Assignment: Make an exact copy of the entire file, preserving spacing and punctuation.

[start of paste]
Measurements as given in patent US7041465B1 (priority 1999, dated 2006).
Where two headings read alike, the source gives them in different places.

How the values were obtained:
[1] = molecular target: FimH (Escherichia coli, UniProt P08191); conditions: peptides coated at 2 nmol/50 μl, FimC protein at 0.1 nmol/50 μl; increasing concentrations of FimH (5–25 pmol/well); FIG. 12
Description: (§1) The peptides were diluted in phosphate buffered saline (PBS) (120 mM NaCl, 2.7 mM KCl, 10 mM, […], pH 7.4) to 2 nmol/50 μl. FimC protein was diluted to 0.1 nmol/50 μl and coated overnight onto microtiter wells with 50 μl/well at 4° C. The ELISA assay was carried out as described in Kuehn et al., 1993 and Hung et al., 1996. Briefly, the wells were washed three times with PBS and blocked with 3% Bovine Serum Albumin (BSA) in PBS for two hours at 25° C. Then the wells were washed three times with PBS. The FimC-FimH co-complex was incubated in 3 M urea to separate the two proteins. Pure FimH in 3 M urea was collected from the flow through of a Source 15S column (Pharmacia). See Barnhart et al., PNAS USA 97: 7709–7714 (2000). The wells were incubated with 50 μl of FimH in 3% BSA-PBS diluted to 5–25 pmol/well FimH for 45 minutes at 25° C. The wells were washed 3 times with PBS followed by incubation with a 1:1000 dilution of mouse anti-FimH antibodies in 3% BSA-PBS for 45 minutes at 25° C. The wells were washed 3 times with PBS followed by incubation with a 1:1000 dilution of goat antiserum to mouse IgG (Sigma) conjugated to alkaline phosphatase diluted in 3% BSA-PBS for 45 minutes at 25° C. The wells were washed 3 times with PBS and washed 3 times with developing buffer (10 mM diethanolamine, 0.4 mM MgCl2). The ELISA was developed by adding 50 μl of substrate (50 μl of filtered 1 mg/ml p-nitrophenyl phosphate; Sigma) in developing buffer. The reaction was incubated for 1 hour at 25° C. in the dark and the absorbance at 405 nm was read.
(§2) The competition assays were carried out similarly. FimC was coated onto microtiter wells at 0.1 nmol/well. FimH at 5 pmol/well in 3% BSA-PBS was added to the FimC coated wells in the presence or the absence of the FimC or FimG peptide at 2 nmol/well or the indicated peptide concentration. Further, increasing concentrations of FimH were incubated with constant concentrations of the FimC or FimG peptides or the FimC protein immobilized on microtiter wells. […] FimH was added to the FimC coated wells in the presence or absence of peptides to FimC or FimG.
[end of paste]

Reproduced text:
Measurements as given in patent US7041465B1 (priority 1999, dated 2006).
Where two headings read alike, the source gives them in different places.

How the values were obtained:
[1] = molecular target: FimH (Escherichia coli, UniProt P08191); conditions: peptides coated at 2 nmol/50 μl, FimC protein at 0.1 nmol/50 μl; increasing concentrations of FimH (5–25 pmol/well); FIG. 12
Description: (§1) The peptides were diluted in phosphate buffered saline (PBS) (120 mM NaCl, 2.7 mM KCl, 10 mM, […], pH 7.4) to 2 nmol/50 μl. FimC protein was diluted to 0.1 nmol/50 μl and coated overnight onto microtiter wells with 50 μl/well at 4° C. The ELISA assay was carried out as described in Kuehn et al., 1993 and Hung et al., 1996. Briefly, the wells were washed three times with PBS and blocked with 3% Bovine Serum Albumin (BSA) in PBS for two hours at 25° C. Then the wells were washed three times with PBS. The FimC-FimH co-complex was incubated in 3 M urea to separate the two proteins. Pure FimH in 3 M urea was collected from the flow through of a Source 15S column (Pharmacia). See Barnhart et al., PNAS USA 97: 7709–7714 (2000). The wells were incubated with 50 μl of FimH in 3% BSA-PBS diluted to 5–25 pmol/well FimH for 45 minutes at 25° C. The wells were washed 3 times with PBS followed by incubation with a 1:1000 dilution of mouse anti-FimH antibodies in 3% BSA-PBS for 45 minutes at 25° C. The wells were washed 3 times with PBS followed by incubation with a 1:1000 dilution of goat antiserum to mouse IgG (Sigma) conjugated to alkaline phosphatase diluted in 3% BSA-PBS for 45 minutes at 25° C. The wells were washed 3 times with PBS and washed 3 times with developing buffer (10 mM diethanolamine, 0.4 mM MgCl2). The ELISA was developed by adding 50 μl of substrate (50 μl of filtered 1 mg/ml p-nitrophenyl phosphate; Sigma) in developing buffer. The reaction was incubated for 1 hour at 25° C. in the dark and the absorbance at 405 nm was read.
(§2) The competition assays were carried out similarly. FimC was coated onto microtiter wells at 0.1 nmol/well. FimH at 5 pmol/well in 3% BSA-PBS was added to the FimC coated wells in the presence or the absence of the FimC or FimG peptide at 2 nmol/well or the indicated peptide concentration. Further, increasing concentrations of FimH were incubated with constant concentrations of the FimC or FimG peptides or the FimC protein immobilized on microtiter wells. […] FimH was added to the FimC coated wells in the presence or absence of peptides to FimC or FimG.